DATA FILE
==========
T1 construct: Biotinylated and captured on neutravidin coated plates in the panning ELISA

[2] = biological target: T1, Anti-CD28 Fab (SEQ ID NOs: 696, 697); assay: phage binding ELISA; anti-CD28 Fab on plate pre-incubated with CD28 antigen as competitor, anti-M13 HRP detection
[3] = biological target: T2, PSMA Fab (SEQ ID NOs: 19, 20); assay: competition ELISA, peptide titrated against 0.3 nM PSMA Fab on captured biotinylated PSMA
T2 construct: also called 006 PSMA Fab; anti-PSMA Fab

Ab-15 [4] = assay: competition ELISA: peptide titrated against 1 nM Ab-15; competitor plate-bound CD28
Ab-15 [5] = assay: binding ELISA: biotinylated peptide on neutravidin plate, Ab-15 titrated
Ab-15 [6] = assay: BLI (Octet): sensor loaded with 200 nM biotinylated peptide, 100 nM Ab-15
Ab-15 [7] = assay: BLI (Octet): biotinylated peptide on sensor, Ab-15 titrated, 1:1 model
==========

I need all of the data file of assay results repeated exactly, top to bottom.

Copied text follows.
T1 construct: Biotinylated and captured on neutravidin coated plates in the panning ELISA

[2] = biological target: T1, Anti-CD28 Fab (SEQ ID NOs: 696, 697); assay: phage binding ELISA; anti-CD28 Fab on plate pre-incubated with CD28 antigen as competitor, anti-M13 HRP detection
[3] = biological target: T2, PSMA Fab (SEQ ID NOs: 19, 20); assay: competition ELISA, peptide titrated against 0.3 nM PSMA Fab on captured biotinylated PSMA
T2 construct: also called 006 PSMA Fab; anti-PSMA Fab

Ab-15 [4] = assay: competition ELISA: peptide titrated against 1 nM Ab-15; competitor plate-bound CD28
Ab-15 [5] = assay: binding ELISA: biotinylated peptide on neutravidin plate, Ab-15 titrated
Ab-15 [6] = assay: BLI (Octet): sensor loaded with 200 nM biotinylated peptide, 100 nM Ab-15
Ab-15 [7] = assay: BLI (Octet): biotinylated peptide on sensor, Ab-15 titrated, 1:1 model